Lit­tle­ton takes scalpel to its ur­ban face-LIFT

But the City Coun­cil stops short of abol­ish­ing the ad­min­is­tra­tive au­thor­ity.

The Denver Post - - NEWS - By John Aguilar John Aguilar: 303-954-1695, jaguilar@den­ver­post.com or @abu­vthe­fold

In a marathon meet­ing that stretched into the early hours Wed­nes­day, Lit­tle­ton City Coun­cil evis­cer­ated its ur­ban re­newal pro­gram but stopped short of abol­ish­ing the au­thor­ity that ad­min­is­ters it.

The coun­cil voted 4-3 to keep alive its au­thor­ity — Lit­tle­ton In­vests for To­mor­row — and, with it, the Columbine Square shop­ping cen­ter as an ur­ban re­de­vel­op­ment district. But the coun­cil by the same mar­gin dis­man­tled its three other re­de­vel­op­ment dis­tricts — North Broad­way, Lit­tle­ton Boule­vard and Santa Fe.

Coun­cil­man Jerry Valdes was the dif­fer­ence on the ul­ti­mate ques­tion of whether to pre­serve the au­thor­ity it­self, vot­ing to abol­ish the three dis­tricts but flip­ping the ma­jor­ity when it came to de­cid­ing on the fu­ture of LIFT. At a meet­ing two months ago, Valdes had ad­vo­cated for re­tain­ing Columbine Square, a mostly shut­tered strip mall at East Belle­view Av­enue and South Fed­eral Boule­vard, as a re­newal district. But in or­der for that to hap­pen, the au­thor­ity over­see­ing ur­ban re­newal in Lit­tle­ton would have to re­main in­tact.

The fi­nal vote came at the end of a 6 K-hour meet­ing in which pro­po­nents and op­po­nents of Lit­tle­ton’s ur­ban re­newal pro­gram re­peat­edly took to the lectern to urge the coun­cil to save or scrap the au­thor­ity.

Ur­ban re­newal is a state-sanc­tioned eco­nomic de­vel­op­ment tool that en­ables cities and towns to use pow­er­ful stim­u­lus strate­gies, such as tax-in­cre­ment fi­nanc­ing, to re­sus­ci­tate less-thanvi­brant parts of town. It has been widely used in Colorado, in­clud­ing to spur projects such as Den­ver Pav­il­ions, on the 16th Street Mall, and Lake­wood’s Bel­mar.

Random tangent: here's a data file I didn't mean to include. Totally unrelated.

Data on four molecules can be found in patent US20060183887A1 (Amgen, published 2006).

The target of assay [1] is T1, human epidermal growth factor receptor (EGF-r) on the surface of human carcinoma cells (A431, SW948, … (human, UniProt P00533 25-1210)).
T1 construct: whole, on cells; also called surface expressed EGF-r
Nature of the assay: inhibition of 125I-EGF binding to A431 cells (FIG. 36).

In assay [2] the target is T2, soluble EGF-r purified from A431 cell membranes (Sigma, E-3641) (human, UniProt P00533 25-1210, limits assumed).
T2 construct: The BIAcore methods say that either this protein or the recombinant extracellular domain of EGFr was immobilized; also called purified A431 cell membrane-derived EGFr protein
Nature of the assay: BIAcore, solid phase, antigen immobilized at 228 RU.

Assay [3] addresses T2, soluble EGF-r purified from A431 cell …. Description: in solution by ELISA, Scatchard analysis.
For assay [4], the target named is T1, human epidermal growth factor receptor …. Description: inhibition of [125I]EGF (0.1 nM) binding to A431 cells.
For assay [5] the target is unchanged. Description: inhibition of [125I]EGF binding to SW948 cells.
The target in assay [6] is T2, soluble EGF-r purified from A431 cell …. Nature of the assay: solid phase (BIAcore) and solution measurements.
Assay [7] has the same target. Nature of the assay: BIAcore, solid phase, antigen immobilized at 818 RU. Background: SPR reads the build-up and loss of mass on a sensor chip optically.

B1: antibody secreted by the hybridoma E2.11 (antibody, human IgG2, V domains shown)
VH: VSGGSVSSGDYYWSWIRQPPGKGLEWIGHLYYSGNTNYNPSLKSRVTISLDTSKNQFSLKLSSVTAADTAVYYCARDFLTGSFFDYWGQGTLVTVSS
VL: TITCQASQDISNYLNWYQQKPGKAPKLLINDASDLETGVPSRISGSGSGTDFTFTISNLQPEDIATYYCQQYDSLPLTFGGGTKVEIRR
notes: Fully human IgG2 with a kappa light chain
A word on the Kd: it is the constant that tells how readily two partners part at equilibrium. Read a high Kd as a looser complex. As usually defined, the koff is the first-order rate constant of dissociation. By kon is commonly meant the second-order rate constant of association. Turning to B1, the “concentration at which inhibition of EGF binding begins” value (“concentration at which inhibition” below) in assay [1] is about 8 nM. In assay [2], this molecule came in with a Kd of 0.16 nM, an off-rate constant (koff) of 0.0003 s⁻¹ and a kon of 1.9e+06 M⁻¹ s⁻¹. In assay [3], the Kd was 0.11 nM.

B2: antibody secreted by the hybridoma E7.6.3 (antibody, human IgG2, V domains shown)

But ur­ban re­newal has caused con­ster­na­tion in Lit­tle­ton, where crit­ics have said it threat­ens to di­vert tax rev­enues from schools and recre­ation dis­tricts to help de­vel­op­ers build projects. Last year, op­po­nents led a suc­cess­ful elec­tion cam­paign to greatly cur­tail the city’s abil­ity to use the tool, re­quir­ing most ma­jor ur­ban re­newal de­ci­sions to first get ap­proval of the elec­torate be­fore they can be im­ple­mented.

Crit­ics par­tic­u­larly ob­ject to the blight des­ig­na­tion that is of­ten placed on a re­tail area to qual­ify it for ur­ban re­newal dol­lars.

Coun­cil­man Doug Clark on Tues­day night said the North Broad­way district, which fea­tures a new King Soop­ers gro­cery store, was the “poster child for fake blight.” He said Lit­tle­ton has fared well at­tract­ing busi­ness to town with­out hav­ing to re­sort to ur­ban re­newal tac­tics.

But Coun­cil­woman Debbie Brinkman said ur­ban re­newal is vi­tal for cities that want more con­trol over the type and qual­ity of de­vel­op­ment that oc­curs, de­scrib­ing the tool as a pub­lic/pri­vate part­ner­ship.

“De­vel­op­ers will al­ways build to the mar­ket, and right now the mar­ket is apart­ments,” she said. “So if you want some­thing else, then you need to get in­volved in the process. That’s what ur­ban re­newal does.”

Had Lit­tle­ton voted to abol­ish LIFT, it would have been one of only a hand­ful of Colorado com­mu­ni­ties that have gone that route, in­clud­ing Wind­sor, Estes Park and Cas­tle Pines. Lit­tle­ton first started con­sid­er­ing do­ing away with LIFT more than half a year ago. No projects had ac­tu­ally taken root in any of the four re­newal dis­tricts to date.

Dozens of res­i­dents ad­dressed the coun­cil Tues­day night and early Wed­nes­day on the topic. John Wat­son said ur­ban re­newal is a “tool we can­not af­ford.”

“Some­times tools are just too ex­pen­sive,” he said. “And it’s been too ex­pen­sive for Lit­tle­ton.”

But Carolyn Bradish, a real es­tate agent, said ur­ban re­newal is a tool “we can­not af­ford not to have.”

“The fu­ture of our city lies in eco­nomic de­vel­op­ment that is well planned,” she said. “Qual­ity de­vel­op­ment doesn’t just hap­pen.”

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